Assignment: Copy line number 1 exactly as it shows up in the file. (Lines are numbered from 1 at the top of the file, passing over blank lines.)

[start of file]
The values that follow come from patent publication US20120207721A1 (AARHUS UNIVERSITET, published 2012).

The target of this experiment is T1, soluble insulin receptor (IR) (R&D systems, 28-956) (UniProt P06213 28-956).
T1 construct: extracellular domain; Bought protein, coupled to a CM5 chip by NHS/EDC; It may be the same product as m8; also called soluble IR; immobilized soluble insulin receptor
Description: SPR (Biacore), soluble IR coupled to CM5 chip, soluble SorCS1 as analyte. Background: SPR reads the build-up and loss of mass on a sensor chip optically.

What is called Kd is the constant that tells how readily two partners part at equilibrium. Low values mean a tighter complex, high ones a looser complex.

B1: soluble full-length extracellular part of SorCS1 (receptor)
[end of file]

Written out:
The values that follow come from patent publication US20120207721A1 (AARHUS UNIVERSITET, published 2012).